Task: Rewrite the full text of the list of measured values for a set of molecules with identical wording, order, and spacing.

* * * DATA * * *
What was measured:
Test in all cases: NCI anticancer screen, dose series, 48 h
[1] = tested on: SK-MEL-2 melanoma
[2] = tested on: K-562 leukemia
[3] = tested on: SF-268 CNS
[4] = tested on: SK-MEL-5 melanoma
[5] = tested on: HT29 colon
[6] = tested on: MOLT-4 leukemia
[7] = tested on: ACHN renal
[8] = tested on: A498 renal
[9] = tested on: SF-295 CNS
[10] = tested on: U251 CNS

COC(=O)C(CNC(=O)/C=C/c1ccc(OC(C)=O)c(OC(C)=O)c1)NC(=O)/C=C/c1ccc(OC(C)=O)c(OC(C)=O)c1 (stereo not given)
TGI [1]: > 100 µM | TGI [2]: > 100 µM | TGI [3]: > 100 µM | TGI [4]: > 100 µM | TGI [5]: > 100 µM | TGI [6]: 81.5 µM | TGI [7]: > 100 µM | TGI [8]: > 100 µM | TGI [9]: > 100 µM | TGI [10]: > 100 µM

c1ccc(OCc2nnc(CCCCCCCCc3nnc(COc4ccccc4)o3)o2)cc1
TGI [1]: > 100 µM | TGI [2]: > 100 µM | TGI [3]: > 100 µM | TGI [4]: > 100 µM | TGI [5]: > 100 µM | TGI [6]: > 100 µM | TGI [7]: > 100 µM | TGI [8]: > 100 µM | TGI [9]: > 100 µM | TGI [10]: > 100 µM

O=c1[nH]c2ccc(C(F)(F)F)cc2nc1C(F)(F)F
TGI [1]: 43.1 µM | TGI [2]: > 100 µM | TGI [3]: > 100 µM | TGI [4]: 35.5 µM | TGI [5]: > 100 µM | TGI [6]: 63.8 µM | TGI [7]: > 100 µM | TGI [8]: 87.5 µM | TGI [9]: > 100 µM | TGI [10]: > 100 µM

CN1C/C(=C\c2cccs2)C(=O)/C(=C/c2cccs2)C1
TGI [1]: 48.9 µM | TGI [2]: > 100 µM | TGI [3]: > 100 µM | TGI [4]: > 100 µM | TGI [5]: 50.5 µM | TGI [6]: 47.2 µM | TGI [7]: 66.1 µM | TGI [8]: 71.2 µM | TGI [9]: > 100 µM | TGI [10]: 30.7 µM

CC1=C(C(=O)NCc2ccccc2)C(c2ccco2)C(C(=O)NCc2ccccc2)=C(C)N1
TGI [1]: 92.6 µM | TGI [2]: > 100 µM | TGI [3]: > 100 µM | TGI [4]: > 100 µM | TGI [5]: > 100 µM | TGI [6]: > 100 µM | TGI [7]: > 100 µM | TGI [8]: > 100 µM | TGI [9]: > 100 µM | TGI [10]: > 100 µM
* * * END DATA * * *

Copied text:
What was measured:
Test in all cases: NCI anticancer screen, dose series, 48 h
[1] = tested on: SK-MEL-2 melanoma
[2] = tested on: K-562 leukemia
[3] = tested on: SF-268 CNS
[4] = tested on: SK-MEL-5 melanoma
[5] = tested on: HT29 colon
[6] = tested on: MOLT-4 leukemia
[7] = tested on: ACHN renal
[8] = tested on: A498 renal
[9] = tested on: SF-295 CNS
[10] = tested on: U251 CNS

COC(=O)C(CNC(=O)/C=C/c1ccc(OC(C)=O)c(OC(C)=O)c1)NC(=O)/C=C/c1ccc(OC(C)=O)c(OC(C)=O)c1 (stereo not given)
TGI [1]: > 100 µM | TGI [2]: > 100 µM | TGI [3]: > 100 µM | TGI [4]: > 100 µM | TGI [5]: > 100 µM | TGI [6]: 81.5 µM | TGI [7]: > 100 µM | TGI [8]: > 100 µM | TGI [9]: > 100 µM | TGI [10]: > 100 µM

c1ccc(OCc2nnc(CCCCCCCCc3nnc(COc4ccccc4)o3)o2)cc1
TGI [1]: > 100 µM | TGI [2]: > 100 µM | TGI [3]: > 100 µM | TGI [4]: > 100 µM | TGI [5]: > 100 µM | TGI [6]: > 100 µM | TGI [7]: > 100 µM | TGI [8]: > 100 µM | TGI [9]: > 100 µM | TGI [10]: > 100 µM

O=c1[nH]c2ccc(C(F)(F)F)cc2nc1C(F)(F)F
TGI [1]: 43.1 µM | TGI [2]: > 100 µM | TGI [3]: > 100 µM | TGI [4]: 35.5 µM | TGI [5]: > 100 µM | TGI [6]: 63.8 µM | TGI [7]: > 100 µM | TGI [8]: 87.5 µM | TGI [9]: > 100 µM | TGI [10]: > 100 µM

CN1C/C(=C\c2cccs2)C(=O)/C(=C/c2cccs2)C1
TGI [1]: 48.9 µM | TGI [2]: > 100 µM | TGI [3]: > 100 µM | TGI [4]: > 100 µM | TGI [5]: 50.5 µM | TGI [6]: 47.2 µM | TGI [7]: 66.1 µM | TGI [8]: 71.2 µM | TGI [9]: > 100 µM | TGI [10]: 30.7 µM

CC1=C(C(=O)NCc2ccccc2)C(c2ccco2)C(C(=O)NCc2ccccc2)=C(C)N1
TGI [1]: 92.6 µM | TGI [2]: > 100 µM | TGI [3]: > 100 µM | TGI [4]: > 100 µM | TGI [5]: > 100 µM | TGI [6]: > 100 µM | TGI [7]: > 100 µM | TGI [8]: > 100 µM | TGI [9]: > 100 µM | TGI [10]: > 100 µM